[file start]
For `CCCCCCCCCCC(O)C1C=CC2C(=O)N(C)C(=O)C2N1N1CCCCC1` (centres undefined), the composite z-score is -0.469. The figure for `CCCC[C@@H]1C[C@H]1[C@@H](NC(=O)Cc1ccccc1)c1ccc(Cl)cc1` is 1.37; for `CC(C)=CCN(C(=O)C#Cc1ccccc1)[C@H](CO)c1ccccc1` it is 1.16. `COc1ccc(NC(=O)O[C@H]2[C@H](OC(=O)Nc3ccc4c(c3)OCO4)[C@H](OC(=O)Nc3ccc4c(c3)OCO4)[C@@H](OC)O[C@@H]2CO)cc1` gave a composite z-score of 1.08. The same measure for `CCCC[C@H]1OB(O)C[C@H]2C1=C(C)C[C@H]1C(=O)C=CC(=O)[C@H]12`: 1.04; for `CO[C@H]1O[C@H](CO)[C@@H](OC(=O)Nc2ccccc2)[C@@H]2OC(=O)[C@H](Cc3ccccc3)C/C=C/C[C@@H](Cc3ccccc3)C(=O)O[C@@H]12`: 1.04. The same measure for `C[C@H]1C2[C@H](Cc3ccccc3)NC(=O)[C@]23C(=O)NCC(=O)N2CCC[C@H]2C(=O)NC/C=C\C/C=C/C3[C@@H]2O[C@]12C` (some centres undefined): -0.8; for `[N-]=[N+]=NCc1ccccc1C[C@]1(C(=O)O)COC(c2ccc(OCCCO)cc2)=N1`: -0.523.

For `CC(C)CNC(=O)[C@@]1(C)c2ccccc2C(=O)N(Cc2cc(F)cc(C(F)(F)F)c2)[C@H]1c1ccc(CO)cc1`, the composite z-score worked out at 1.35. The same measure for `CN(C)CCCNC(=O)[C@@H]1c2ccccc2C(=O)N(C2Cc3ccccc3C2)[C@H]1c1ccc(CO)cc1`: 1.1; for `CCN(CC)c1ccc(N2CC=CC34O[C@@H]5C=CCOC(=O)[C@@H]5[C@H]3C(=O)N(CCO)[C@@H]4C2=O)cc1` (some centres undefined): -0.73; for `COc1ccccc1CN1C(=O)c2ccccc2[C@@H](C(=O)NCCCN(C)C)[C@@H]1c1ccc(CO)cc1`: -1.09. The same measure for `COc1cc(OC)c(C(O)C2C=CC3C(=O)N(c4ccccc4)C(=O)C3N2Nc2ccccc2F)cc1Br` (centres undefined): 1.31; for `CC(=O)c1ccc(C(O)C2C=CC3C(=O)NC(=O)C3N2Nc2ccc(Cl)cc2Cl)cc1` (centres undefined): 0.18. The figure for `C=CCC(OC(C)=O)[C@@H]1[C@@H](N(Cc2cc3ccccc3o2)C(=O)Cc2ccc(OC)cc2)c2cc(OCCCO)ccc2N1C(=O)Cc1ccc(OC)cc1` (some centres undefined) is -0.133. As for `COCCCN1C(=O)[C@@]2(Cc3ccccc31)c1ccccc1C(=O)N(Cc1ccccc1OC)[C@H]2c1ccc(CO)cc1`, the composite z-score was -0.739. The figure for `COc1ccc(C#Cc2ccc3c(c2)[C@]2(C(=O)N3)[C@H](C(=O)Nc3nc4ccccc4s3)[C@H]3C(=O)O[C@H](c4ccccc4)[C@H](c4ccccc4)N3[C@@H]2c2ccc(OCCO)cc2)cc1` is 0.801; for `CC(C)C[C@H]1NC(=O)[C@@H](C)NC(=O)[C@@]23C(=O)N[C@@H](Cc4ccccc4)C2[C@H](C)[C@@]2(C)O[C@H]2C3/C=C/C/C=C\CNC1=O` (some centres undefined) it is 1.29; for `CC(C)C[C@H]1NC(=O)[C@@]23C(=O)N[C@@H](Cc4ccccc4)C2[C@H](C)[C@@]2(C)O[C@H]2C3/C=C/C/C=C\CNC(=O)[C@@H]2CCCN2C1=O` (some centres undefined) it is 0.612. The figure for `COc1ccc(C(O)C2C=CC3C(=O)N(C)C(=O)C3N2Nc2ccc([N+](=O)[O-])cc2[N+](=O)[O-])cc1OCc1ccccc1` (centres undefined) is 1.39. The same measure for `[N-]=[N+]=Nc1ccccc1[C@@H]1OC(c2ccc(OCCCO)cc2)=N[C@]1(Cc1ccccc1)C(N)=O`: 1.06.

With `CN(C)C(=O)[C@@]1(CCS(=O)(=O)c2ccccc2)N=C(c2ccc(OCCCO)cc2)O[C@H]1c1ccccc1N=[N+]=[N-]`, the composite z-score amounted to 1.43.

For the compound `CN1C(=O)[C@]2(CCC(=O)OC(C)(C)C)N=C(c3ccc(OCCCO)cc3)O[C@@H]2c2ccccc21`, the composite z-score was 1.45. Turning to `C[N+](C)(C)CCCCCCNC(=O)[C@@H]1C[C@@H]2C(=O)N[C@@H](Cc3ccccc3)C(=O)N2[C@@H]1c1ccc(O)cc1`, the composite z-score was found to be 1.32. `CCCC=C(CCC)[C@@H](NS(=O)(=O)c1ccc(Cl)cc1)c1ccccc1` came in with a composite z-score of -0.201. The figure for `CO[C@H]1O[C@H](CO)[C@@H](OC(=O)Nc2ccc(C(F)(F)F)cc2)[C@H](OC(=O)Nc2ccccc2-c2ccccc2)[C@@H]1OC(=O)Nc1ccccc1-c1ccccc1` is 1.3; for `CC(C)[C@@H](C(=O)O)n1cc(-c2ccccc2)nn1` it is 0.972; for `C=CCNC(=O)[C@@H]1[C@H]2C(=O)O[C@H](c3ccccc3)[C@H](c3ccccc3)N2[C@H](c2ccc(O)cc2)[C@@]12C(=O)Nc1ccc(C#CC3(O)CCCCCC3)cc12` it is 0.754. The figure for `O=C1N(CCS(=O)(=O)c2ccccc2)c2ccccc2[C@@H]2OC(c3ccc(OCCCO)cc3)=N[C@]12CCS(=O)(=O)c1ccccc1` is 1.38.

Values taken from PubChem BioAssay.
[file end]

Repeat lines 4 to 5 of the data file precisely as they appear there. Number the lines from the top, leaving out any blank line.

For the compound `CN1C(=O)[C@]2(CCC(=O)OC(C)(C)C)N=C(c3ccc(OCCCO)cc3)O[C@@H]2c2ccccc21`, the composite z-score was 1.45. Turning to `C[N+](C)(C)CCCCCCNC(=O)[C@@H]1C[C@@H]2C(=O)N[C@@H](Cc3ccccc3)C(=O)N2[C@@H]1c1ccc(O)cc1`, the composite z-score was found to be 1.32. `CCCC=C(CCC)[C@@H](NS(=O)(=O)c1ccc(Cl)cc1)c1ccccc1` came in with a composite z-score of -0.201. The figure for `CO[C@H]1O[C@H](CO)[C@@H](OC(=O)Nc2ccc(C(F)(F)F)cc2)[C@H](OC(=O)Nc2ccccc2-c2ccccc2)[C@@H]1OC(=O)Nc1ccccc1-c1ccccc1` is 1.3; for `CC(C)[C@@H](C(=O)O)n1cc(-c2ccccc2)nn1` it is 0.972; for `C=CCNC(=O)[C@@H]1[C@H]2C(=O)O[C@H](c3ccccc3)[C@H](c3ccccc3)N2[C@H](c2ccc(O)cc2)[C@@]12C(=O)Nc1ccc(C#CC3(O)CCCCCC3)cc12` it is 0.754. The figure for `O=C1N(CCS(=O)(=O)c2ccccc2)c2ccccc2[C@@H]2OC(c3ccc(OCCCO)cc3)=N[C@]12CCS(=O)(=O)c1ccccc1` is 1.38.

Values taken from PubChem BioAssay.